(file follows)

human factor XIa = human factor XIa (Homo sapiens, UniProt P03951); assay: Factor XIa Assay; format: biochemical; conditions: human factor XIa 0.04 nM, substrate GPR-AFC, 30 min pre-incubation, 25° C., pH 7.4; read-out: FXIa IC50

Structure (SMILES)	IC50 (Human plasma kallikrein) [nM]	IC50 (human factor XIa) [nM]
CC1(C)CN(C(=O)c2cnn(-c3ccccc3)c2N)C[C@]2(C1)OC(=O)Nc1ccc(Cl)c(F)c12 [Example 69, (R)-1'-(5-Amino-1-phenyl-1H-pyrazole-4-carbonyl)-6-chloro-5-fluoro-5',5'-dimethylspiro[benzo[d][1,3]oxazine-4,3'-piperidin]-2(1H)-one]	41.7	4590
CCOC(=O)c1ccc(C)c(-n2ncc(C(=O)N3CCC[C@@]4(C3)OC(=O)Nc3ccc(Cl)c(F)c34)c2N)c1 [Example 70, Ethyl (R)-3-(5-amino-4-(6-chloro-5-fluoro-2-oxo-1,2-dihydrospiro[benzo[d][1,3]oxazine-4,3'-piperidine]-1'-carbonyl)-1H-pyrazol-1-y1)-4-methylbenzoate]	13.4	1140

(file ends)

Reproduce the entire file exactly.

human factor XIa = human factor XIa (Homo sapiens, UniProt P03951); assay: Factor XIa Assay; format: biochemical; conditions: human factor XIa 0.04 nM, substrate GPR-AFC, 30 min pre-incubation, 25° C., pH 7.4; read-out: FXIa IC50

Structure (SMILES)	IC50 (Human plasma kallikrein) [nM]	IC50 (human factor XIa) [nM]
CC1(C)CN(C(=O)c2cnn(-c3ccccc3)c2N)C[C@]2(C1)OC(=O)Nc1ccc(Cl)c(F)c12 [Example 69, (R)-1'-(5-Amino-1-phenyl-1H-pyrazole-4-carbonyl)-6-chloro-5-fluoro-5',5'-dimethylspiro[benzo[d][1,3]oxazine-4,3'-piperidin]-2(1H)-one]	41.7	4590
CCOC(=O)c1ccc(C)c(-n2ncc(C(=O)N3CCC[C@@]4(C3)OC(=O)Nc3ccc(Cl)c(F)c34)c2N)c1 [Example 70, Ethyl (R)-3-(5-amino-4-(6-chloro-5-fluoro-2-oxo-1,2-dihydrospiro[benzo[d][1,3]oxazine-4,3'-piperidine]-1'-carbonyl)-1H-pyrazol-1-y1)-4-methylbenzoate]	13.4	1140